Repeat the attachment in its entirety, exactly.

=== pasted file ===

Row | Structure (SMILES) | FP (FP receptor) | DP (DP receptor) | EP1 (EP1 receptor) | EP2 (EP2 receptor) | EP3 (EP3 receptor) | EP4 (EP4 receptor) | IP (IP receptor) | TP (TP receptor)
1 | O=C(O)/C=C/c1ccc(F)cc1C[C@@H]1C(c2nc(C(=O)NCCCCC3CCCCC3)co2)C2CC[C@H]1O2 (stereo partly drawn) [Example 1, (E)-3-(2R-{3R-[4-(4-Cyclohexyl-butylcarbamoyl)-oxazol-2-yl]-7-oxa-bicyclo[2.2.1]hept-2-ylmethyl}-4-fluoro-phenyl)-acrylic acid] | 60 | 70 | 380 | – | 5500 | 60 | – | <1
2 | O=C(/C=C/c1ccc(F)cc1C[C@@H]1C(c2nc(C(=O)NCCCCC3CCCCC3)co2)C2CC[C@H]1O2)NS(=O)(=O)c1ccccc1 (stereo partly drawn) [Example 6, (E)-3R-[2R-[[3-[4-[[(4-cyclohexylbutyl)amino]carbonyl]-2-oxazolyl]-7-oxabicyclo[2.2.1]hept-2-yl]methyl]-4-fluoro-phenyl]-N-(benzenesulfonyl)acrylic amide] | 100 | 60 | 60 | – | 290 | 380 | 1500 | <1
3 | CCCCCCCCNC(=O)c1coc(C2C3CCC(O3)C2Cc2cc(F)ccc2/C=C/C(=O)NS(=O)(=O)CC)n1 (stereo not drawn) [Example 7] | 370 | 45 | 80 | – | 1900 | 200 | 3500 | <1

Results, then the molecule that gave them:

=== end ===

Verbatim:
Row | Structure (SMILES) | FP (FP receptor) | DP (DP receptor) | EP1 (EP1 receptor) | EP2 (EP2 receptor) | EP3 (EP3 receptor) | EP4 (EP4 receptor) | IP (IP receptor) | TP (TP receptor)
1 | O=C(O)/C=C/c1ccc(F)cc1C[C@@H]1C(c2nc(C(=O)NCCCCC3CCCCC3)co2)C2CC[C@H]1O2 (stereo partly drawn) [Example 1, (E)-3-(2R-{3R-[4-(4-Cyclohexyl-butylcarbamoyl)-oxazol-2-yl]-7-oxa-bicyclo[2.2.1]hept-2-ylmethyl}-4-fluoro-phenyl)-acrylic acid] | 60 | 70 | 380 | – | 5500 | 60 | – | <1
2 | O=C(/C=C/c1ccc(F)cc1C[C@@H]1C(c2nc(C(=O)NCCCCC3CCCCC3)co2)C2CC[C@H]1O2)NS(=O)(=O)c1ccccc1 (stereo partly drawn) [Example 6, (E)-3R-[2R-[[3-[4-[[(4-cyclohexylbutyl)amino]carbonyl]-2-oxazolyl]-7-oxabicyclo[2.2.1]hept-2-yl]methyl]-4-fluoro-phenyl]-N-(benzenesulfonyl)acrylic amide] | 100 | 60 | 60 | – | 290 | 380 | 1500 | <1
3 | CCCCCCCCNC(=O)c1coc(C2C3CCC(O3)C2Cc2cc(F)ccc2/C=C/C(=O)NS(=O)(=O)CC)n1 (stereo not drawn) [Example 7] | 370 | 45 | 80 | – | 1900 | 200 | 3500 | <1

Results, then the molecule that gave them: